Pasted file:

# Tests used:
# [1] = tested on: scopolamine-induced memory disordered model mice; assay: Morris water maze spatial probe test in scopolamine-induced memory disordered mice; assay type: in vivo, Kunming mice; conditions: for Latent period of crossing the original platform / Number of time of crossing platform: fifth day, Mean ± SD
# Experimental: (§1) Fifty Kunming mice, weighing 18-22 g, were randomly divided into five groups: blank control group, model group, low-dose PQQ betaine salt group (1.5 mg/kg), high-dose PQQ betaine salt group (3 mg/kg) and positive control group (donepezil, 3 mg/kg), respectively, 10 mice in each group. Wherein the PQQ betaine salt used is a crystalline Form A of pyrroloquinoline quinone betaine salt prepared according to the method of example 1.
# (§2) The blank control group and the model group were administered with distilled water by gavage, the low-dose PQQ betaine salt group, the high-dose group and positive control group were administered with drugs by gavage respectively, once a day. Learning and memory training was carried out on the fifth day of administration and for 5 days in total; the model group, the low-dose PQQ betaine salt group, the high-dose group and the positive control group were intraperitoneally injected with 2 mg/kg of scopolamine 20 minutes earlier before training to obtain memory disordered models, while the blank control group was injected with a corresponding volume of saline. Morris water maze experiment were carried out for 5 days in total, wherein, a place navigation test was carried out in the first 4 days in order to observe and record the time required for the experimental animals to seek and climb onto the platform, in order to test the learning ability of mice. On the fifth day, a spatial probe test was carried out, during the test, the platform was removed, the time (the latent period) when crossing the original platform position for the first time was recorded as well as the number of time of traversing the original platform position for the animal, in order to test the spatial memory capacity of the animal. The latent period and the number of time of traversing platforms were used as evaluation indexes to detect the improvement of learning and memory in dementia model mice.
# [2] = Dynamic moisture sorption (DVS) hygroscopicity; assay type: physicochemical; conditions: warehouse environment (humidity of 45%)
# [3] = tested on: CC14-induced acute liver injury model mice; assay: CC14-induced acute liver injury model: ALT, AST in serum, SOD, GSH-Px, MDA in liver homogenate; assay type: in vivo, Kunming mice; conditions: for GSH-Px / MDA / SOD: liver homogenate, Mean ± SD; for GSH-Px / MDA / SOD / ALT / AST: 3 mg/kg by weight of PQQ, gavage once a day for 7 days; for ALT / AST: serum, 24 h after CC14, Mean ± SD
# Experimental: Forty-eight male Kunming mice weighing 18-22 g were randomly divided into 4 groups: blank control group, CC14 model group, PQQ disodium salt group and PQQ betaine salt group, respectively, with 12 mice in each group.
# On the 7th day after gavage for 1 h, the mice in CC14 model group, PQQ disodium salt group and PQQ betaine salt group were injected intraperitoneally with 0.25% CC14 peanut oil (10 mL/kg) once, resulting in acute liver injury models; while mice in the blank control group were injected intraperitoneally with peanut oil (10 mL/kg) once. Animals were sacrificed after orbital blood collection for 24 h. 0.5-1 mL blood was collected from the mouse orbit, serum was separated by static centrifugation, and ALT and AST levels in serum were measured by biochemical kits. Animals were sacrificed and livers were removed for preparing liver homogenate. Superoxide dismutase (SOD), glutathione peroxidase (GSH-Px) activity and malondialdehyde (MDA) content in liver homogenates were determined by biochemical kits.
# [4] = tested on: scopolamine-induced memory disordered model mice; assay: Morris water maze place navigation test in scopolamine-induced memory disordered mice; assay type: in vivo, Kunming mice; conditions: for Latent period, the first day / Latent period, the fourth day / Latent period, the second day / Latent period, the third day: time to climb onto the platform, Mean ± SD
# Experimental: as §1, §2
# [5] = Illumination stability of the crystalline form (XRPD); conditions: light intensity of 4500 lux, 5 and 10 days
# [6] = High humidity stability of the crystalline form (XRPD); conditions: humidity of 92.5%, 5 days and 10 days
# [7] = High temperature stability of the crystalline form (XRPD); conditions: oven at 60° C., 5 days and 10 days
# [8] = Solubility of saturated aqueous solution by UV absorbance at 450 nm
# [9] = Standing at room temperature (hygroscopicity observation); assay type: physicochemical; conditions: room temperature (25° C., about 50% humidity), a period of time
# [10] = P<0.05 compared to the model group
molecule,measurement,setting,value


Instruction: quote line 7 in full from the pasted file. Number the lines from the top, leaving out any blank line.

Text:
# Experimental: Forty-eight male Kunming mice weighing 18-22 g were randomly divided into 4 groups: blank control group, CC14 model group, PQQ disodium salt group and PQQ betaine salt group, respectively, with 12 mice in each group.